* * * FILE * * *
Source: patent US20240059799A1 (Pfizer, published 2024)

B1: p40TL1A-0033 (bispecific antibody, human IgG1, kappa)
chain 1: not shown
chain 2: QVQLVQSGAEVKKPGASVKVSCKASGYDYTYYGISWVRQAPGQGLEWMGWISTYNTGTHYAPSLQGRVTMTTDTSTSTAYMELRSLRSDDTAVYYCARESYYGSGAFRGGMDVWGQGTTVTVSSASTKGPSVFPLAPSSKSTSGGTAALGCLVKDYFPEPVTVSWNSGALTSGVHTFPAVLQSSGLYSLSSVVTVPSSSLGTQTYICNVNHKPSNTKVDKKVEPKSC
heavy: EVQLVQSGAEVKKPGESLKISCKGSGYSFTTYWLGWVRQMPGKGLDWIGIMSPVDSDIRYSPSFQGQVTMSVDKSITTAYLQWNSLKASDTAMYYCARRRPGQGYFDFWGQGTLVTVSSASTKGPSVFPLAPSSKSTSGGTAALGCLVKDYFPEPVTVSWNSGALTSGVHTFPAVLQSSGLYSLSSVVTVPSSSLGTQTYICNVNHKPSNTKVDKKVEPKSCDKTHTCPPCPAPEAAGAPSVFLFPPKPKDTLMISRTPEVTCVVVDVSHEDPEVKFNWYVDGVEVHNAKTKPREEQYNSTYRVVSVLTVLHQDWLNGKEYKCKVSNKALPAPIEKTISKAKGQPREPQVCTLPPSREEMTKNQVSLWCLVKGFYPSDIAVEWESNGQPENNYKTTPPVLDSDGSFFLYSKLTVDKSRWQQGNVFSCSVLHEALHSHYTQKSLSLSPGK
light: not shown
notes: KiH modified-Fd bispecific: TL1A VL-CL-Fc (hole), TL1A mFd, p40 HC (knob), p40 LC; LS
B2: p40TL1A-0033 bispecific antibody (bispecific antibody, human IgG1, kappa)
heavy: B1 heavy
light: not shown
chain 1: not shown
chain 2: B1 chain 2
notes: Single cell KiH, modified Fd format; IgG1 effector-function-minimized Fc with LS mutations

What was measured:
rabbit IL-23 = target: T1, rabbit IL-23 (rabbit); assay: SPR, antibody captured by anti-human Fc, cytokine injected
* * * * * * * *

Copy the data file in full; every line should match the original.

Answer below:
Source: patent US20240059799A1 (Pfizer, published 2024)

B1: p40TL1A-0033 (bispecific antibody, human IgG1, kappa)
chain 1: not shown
chain 2: QVQLVQSGAEVKKPGASVKVSCKASGYDYTYYGISWVRQAPGQGLEWMGWISTYNTGTHYAPSLQGRVTMTTDTSTSTAYMELRSLRSDDTAVYYCARESYYGSGAFRGGMDVWGQGTTVTVSSASTKGPSVFPLAPSSKSTSGGTAALGCLVKDYFPEPVTVSWNSGALTSGVHTFPAVLQSSGLYSLSSVVTVPSSSLGTQTYICNVNHKPSNTKVDKKVEPKSC
heavy: EVQLVQSGAEVKKPGESLKISCKGSGYSFTTYWLGWVRQMPGKGLDWIGIMSPVDSDIRYSPSFQGQVTMSVDKSITTAYLQWNSLKASDTAMYYCARRRPGQGYFDFWGQGTLVTVSSASTKGPSVFPLAPSSKSTSGGTAALGCLVKDYFPEPVTVSWNSGALTSGVHTFPAVLQSSGLYSLSSVVTVPSSSLGTQTYICNVNHKPSNTKVDKKVEPKSCDKTHTCPPCPAPEAAGAPSVFLFPPKPKDTLMISRTPEVTCVVVDVSHEDPEVKFNWYVDGVEVHNAKTKPREEQYNSTYRVVSVLTVLHQDWLNGKEYKCKVSNKALPAPIEKTISKAKGQPREPQVCTLPPSREEMTKNQVSLWCLVKGFYPSDIAVEWESNGQPENNYKTTPPVLDSDGSFFLYSKLTVDKSRWQQGNVFSCSVLHEALHSHYTQKSLSLSPGK
light: not shown
notes: KiH modified-Fd bispecific: TL1A VL-CL-Fc (hole), TL1A mFd, p40 HC (knob), p40 LC; LS
B2: p40TL1A-0033 bispecific antibody (bispecific antibody, human IgG1, kappa)
heavy: B1 heavy
light: not shown
chain 1: not shown
chain 2: B1 chain 2
notes: Single cell KiH, modified Fd format; IgG1 effector-function-minimized Fc with LS mutations

What was measured:
rabbit IL-23 = target: T1, rabbit IL-23 (rabbit); assay: SPR, antibody captured by anti-human Fc, cytokine injected